An unusual hero and plot set Deborah Haleís new Regency historical apart and make The Wedding Wager an interesting read. It isnít often that we have a son of a tenant farmer who has not made a fortune but who has rather spent ten years in His Majestyís army as a romantic hero. Sergeant Morse Archer makes this book both different and enjoyable.
We first meet the sergeant as a patient in an army hospital. He was wounded while trying to rescue his lieutenant during the retreat from Bucaso, an action contrary to his orders which could lead to a court martial. Lieutenant Peverill had not survived his own wounds, but his father, Sir Hugo, is grateful to the sergeant; at least he could bring his sonís body home for burial.
Sir Hugo has sent his niece, Leonora Freemantle, to offer the sergeant a proposition. Her uncle has bet Leonora that her unorthodox teaching methods will not work. If she can show him differently, he will fund the school she wants to start. If she fails, she must marry the man of his choice. The guinea pig for this experiment is to be Sergeant Archer. She has three months to turn him into a gentleman so that he can fool the good people of Bath with his newly obtained education.
At first, Morse rejects her proposition; heís had a bad experience in his past with another ladyís propositions. But Sir Hugo is not to be refused and Morse has few other options. He canít return to his regiment because of his crippled leg; he has no money and no prospects. The promise of a reward should he succeed decides the matter. Morse doesnít believe in cutting off his nose to spite his face.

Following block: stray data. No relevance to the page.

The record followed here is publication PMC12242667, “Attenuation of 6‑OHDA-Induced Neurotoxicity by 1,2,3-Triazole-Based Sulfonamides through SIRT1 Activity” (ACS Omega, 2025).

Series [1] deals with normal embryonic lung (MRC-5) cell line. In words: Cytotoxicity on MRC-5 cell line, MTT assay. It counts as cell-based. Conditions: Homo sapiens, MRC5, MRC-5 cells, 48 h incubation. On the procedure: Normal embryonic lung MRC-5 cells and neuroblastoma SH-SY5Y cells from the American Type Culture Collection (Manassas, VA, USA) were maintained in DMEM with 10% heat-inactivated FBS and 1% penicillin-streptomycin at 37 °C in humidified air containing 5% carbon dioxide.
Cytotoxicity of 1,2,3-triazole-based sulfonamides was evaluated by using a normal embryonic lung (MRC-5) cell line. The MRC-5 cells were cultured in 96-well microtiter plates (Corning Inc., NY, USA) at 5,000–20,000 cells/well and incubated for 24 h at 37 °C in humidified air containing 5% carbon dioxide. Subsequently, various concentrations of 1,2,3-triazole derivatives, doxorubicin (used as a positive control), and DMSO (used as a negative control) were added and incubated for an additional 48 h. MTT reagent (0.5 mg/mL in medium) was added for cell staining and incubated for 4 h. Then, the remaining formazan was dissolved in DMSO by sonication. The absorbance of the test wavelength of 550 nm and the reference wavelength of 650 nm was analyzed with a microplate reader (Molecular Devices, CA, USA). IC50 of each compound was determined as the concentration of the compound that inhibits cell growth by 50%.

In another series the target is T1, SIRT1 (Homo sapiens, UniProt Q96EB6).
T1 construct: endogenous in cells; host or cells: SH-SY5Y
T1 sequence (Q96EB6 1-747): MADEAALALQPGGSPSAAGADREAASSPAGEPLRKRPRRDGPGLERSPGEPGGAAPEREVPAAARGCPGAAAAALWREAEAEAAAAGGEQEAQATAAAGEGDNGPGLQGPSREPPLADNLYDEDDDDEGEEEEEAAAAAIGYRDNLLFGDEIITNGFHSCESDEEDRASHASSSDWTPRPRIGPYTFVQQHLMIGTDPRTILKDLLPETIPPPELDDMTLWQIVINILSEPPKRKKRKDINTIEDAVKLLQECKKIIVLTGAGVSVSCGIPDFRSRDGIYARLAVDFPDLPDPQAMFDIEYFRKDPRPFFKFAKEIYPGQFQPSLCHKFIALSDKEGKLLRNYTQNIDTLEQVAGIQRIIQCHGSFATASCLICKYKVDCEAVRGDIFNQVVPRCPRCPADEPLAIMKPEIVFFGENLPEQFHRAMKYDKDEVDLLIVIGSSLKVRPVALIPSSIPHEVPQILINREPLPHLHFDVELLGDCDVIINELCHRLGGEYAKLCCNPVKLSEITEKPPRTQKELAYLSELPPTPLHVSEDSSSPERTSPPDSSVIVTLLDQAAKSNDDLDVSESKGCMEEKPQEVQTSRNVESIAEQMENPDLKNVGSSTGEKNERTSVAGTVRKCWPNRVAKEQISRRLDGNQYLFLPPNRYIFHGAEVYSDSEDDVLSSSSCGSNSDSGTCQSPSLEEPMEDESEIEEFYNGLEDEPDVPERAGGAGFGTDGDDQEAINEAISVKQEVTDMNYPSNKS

At first Morse is a recalcitrant student; he isnít happy with being treated like a school boy. But then he discovers exactly how much Leonora has at stake and decides to cooperate fully. He finds the bookish, prim woman who has become his teacher surprisingly appealing, especially given her enthusiasm for sharing her knowledge with him and with those less fortunate than she.
For her part, Leonora comes to enjoy the time she spends with Morse. She appreciates his quick intelligence, his wit, and his diligence in trying to help her win her wager. But Leonora has vowed never to marry; her motherís unhappy experiences have convinced her never to trust her life to a man. She is inherently suspicious of any man who would find her attractive. Thus, she easily (perhaps too easily) misunderstands Morseís behavior.
The story consists both of Morseís education in the ways of a gentleman and his success in convincing Bath society that he was gently born. Indeed, the dashing soldierís success with the Bath misses adds another complexity to the story.
As indicated above, Morse is an unusual hero. His experiences and attitudes are very different from those of the upper classes. Leonora is a more familiar character - the bluestocking, dedicated spinster who finds love in a most unexpected place but who does not trust her own feelings. The secondary characters - Sir Hugo, his nephew Algie, the people encountered in Bath - are all well developed.
Deborah Haleís stories suggest that she is willing to depart from the tried and true plots. The Wedding Wager is just enough different from the usual Regency historical to be interesting. Readers who are looking for something different may want to give this one a try.